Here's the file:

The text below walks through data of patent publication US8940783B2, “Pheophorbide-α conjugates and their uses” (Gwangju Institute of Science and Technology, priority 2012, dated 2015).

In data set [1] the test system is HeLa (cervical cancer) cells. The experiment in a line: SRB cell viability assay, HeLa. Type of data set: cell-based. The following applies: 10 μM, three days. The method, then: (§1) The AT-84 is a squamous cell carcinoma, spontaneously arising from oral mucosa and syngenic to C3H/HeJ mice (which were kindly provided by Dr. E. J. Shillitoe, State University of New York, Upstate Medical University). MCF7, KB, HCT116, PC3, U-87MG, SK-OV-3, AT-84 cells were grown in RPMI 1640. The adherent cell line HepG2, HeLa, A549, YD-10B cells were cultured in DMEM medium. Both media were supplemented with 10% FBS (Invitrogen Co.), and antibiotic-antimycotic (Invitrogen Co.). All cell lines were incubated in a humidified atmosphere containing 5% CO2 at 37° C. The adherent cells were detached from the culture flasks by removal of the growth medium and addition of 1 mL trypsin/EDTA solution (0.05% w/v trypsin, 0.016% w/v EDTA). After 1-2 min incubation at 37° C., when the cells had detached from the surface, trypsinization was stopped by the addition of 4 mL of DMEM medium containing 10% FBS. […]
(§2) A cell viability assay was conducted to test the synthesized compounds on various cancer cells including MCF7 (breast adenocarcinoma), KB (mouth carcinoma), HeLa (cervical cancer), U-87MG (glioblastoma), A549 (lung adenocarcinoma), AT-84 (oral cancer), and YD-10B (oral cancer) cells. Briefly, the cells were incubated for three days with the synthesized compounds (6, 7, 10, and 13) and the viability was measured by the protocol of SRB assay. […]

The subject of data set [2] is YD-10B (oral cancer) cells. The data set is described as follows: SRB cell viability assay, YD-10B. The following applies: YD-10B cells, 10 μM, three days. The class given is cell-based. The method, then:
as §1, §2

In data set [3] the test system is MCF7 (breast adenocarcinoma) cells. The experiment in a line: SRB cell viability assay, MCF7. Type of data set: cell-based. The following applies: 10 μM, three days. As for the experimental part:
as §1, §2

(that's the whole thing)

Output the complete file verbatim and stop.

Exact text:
The text below walks through data of patent publication US8940783B2, “Pheophorbide-α conjugates and their uses” (Gwangju Institute of Science and Technology, priority 2012, dated 2015).

In data set [1] the test system is HeLa (cervical cancer) cells. The experiment in a line: SRB cell viability assay, HeLa. Type of data set: cell-based. The following applies: 10 μM, three days. The method, then: (§1) The AT-84 is a squamous cell carcinoma, spontaneously arising from oral mucosa and syngenic to C3H/HeJ mice (which were kindly provided by Dr. E. J. Shillitoe, State University of New York, Upstate Medical University). MCF7, KB, HCT116, PC3, U-87MG, SK-OV-3, AT-84 cells were grown in RPMI 1640. The adherent cell line HepG2, HeLa, A549, YD-10B cells were cultured in DMEM medium. Both media were supplemented with 10% FBS (Invitrogen Co.), and antibiotic-antimycotic (Invitrogen Co.). All cell lines were incubated in a humidified atmosphere containing 5% CO2 at 37° C. The adherent cells were detached from the culture flasks by removal of the growth medium and addition of 1 mL trypsin/EDTA solution (0.05% w/v trypsin, 0.016% w/v EDTA). After 1-2 min incubation at 37° C., when the cells had detached from the surface, trypsinization was stopped by the addition of 4 mL of DMEM medium containing 10% FBS. […]
(§2) A cell viability assay was conducted to test the synthesized compounds on various cancer cells including MCF7 (breast adenocarcinoma), KB (mouth carcinoma), HeLa (cervical cancer), U-87MG (glioblastoma), A549 (lung adenocarcinoma), AT-84 (oral cancer), and YD-10B (oral cancer) cells. Briefly, the cells were incubated for three days with the synthesized compounds (6, 7, 10, and 13) and the viability was measured by the protocol of SRB assay. […]

The subject of data set [2] is YD-10B (oral cancer) cells. The data set is described as follows: SRB cell viability assay, YD-10B. The following applies: YD-10B cells, 10 μM, three days. The class given is cell-based. The method, then:
as §1, §2

In data set [3] the test system is MCF7 (breast adenocarcinoma) cells. The experiment in a line: SRB cell viability assay, MCF7. Type of data set: cell-based. The following applies: 10 μM, three days. As for the experimental part:
as §1, §2